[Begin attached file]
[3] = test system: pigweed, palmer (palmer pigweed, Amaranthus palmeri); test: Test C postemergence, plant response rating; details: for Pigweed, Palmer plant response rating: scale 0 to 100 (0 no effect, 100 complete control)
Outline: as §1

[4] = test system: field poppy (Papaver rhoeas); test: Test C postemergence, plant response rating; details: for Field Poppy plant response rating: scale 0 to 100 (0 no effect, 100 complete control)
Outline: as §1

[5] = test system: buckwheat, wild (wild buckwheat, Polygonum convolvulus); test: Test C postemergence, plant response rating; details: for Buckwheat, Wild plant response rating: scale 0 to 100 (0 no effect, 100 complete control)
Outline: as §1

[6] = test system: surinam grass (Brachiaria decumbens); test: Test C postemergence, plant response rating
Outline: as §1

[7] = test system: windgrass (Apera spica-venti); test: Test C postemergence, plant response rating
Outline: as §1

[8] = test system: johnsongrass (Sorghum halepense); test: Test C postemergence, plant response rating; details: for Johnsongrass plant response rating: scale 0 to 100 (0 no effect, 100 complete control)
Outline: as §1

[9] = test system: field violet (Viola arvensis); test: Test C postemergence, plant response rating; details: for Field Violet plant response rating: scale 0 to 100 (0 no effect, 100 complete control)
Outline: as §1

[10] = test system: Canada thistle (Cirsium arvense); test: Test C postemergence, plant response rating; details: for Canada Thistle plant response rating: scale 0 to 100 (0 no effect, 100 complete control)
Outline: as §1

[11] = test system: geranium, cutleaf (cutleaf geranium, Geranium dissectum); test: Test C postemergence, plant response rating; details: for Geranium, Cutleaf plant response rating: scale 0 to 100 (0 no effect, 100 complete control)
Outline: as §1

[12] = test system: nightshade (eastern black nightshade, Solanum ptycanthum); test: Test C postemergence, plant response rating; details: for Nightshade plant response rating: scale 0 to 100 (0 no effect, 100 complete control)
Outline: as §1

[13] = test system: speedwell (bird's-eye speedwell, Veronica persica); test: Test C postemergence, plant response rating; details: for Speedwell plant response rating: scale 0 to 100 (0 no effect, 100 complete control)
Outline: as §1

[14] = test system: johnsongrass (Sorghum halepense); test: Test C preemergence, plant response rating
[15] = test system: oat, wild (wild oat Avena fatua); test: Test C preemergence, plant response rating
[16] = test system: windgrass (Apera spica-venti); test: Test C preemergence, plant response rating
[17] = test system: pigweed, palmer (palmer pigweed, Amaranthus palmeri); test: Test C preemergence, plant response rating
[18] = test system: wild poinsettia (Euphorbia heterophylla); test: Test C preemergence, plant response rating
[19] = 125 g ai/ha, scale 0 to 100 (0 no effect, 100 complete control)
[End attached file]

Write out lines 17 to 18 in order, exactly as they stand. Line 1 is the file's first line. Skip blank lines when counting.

[11] = test system: geranium, cutleaf (cutleaf geranium, Geranium dissectum); test: Test C postemergence, plant response rating; details: for Geranium, Cutleaf plant response rating: scale 0 to 100 (0 no effect, 100 complete control)
Outline: as §1